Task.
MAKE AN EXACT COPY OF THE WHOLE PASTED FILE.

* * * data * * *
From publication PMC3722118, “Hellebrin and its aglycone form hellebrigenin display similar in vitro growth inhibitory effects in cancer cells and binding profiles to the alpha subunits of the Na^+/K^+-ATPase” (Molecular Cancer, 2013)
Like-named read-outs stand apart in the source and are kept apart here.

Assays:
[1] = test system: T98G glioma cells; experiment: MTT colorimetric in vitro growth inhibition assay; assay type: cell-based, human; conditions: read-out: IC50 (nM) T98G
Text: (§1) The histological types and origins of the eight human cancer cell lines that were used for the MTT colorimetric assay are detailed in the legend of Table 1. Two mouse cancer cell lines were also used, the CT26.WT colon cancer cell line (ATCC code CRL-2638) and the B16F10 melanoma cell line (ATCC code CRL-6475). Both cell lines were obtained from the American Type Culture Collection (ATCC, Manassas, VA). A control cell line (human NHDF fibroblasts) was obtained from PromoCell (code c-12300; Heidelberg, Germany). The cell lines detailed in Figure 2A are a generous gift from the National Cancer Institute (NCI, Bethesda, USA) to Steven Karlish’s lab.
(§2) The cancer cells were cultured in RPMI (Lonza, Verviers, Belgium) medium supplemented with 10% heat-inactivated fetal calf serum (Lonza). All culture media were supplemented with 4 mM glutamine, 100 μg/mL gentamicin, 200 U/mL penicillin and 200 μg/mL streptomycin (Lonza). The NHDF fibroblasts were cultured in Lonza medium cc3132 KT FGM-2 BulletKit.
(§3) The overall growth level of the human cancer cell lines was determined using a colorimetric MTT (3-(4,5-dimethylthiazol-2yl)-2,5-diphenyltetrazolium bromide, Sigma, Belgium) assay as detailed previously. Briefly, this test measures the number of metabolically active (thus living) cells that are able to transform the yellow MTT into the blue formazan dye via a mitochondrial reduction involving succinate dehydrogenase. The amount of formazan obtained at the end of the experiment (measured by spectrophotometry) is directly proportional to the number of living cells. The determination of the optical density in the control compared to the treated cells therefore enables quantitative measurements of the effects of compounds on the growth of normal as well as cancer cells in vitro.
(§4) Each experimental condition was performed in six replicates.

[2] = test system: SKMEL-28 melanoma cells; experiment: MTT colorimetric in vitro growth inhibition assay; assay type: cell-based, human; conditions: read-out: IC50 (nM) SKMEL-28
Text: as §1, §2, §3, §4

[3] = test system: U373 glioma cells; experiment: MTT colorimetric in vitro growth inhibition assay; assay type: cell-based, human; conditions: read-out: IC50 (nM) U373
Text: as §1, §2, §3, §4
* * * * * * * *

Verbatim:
From publication PMC3722118, “Hellebrin and its aglycone form hellebrigenin display similar in vitro growth inhibitory effects in cancer cells and binding profiles to the alpha subunits of the Na^+/K^+-ATPase” (Molecular Cancer, 2013)
Like-named read-outs stand apart in the source and are kept apart here.

Assays:
[1] = test system: T98G glioma cells; experiment: MTT colorimetric in vitro growth inhibition assay; assay type: cell-based, human; conditions: read-out: IC50 (nM) T98G
Text: (§1) The histological types and origins of the eight human cancer cell lines that were used for the MTT colorimetric assay are detailed in the legend of Table 1. Two mouse cancer cell lines were also used, the CT26.WT colon cancer cell line (ATCC code CRL-2638) and the B16F10 melanoma cell line (ATCC code CRL-6475). Both cell lines were obtained from the American Type Culture Collection (ATCC, Manassas, VA). A control cell line (human NHDF fibroblasts) was obtained from PromoCell (code c-12300; Heidelberg, Germany). The cell lines detailed in Figure 2A are a generous gift from the National Cancer Institute (NCI, Bethesda, USA) to Steven Karlish’s lab.
(§2) The cancer cells were cultured in RPMI (Lonza, Verviers, Belgium) medium supplemented with 10% heat-inactivated fetal calf serum (Lonza). All culture media were supplemented with 4 mM glutamine, 100 μg/mL gentamicin, 200 U/mL penicillin and 200 μg/mL streptomycin (Lonza). The NHDF fibroblasts were cultured in Lonza medium cc3132 KT FGM-2 BulletKit.
(§3) The overall growth level of the human cancer cell lines was determined using a colorimetric MTT (3-(4,5-dimethylthiazol-2yl)-2,5-diphenyltetrazolium bromide, Sigma, Belgium) assay as detailed previously. Briefly, this test measures the number of metabolically active (thus living) cells that are able to transform the yellow MTT into the blue formazan dye via a mitochondrial reduction involving succinate dehydrogenase. The amount of formazan obtained at the end of the experiment (measured by spectrophotometry) is directly proportional to the number of living cells. The determination of the optical density in the control compared to the treated cells therefore enables quantitative measurements of the effects of compounds on the growth of normal as well as cancer cells in vitro.
(§4) Each experimental condition was performed in six replicates.

[2] = test system: SKMEL-28 melanoma cells; experiment: MTT colorimetric in vitro growth inhibition assay; assay type: cell-based, human; conditions: read-out: IC50 (nM) SKMEL-28
Text: as §1, §2, §3, §4

[3] = test system: U373 glioma cells; experiment: MTT colorimetric in vitro growth inhibition assay; assay type: cell-based, human; conditions: read-out: IC50 (nM) U373
Text: as §1, §2, §3, §4